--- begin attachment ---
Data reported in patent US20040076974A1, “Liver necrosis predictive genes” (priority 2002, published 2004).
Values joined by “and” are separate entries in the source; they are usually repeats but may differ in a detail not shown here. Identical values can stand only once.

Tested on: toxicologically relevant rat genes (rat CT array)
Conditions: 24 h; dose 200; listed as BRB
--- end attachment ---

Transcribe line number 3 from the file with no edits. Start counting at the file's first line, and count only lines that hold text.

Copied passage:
Tested on: toxicologically relevant rat genes (rat CT array)